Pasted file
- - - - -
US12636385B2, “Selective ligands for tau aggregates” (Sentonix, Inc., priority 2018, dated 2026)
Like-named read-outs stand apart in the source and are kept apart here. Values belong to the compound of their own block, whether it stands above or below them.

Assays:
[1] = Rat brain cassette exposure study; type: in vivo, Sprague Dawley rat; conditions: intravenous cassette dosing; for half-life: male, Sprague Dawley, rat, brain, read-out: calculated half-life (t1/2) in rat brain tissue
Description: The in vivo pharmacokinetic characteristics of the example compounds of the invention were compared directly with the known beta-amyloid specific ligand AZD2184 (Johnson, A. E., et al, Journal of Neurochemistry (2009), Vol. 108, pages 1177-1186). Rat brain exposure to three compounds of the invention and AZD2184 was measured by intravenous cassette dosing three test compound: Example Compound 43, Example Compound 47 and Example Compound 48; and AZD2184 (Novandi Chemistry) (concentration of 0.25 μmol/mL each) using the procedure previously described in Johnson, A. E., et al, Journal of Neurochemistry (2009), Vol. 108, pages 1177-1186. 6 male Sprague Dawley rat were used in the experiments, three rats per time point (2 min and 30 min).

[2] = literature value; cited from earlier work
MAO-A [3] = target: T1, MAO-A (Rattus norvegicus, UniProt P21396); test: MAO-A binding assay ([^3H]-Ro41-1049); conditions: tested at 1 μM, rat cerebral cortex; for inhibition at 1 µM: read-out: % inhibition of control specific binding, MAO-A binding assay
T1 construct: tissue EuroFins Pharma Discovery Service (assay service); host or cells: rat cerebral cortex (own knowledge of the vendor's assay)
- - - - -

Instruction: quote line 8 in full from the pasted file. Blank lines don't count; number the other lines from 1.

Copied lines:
T1 construct: tissue EuroFins Pharma Discovery Service (assay service); host or cells: rat cerebral cortex (own knowledge of the vendor's assay)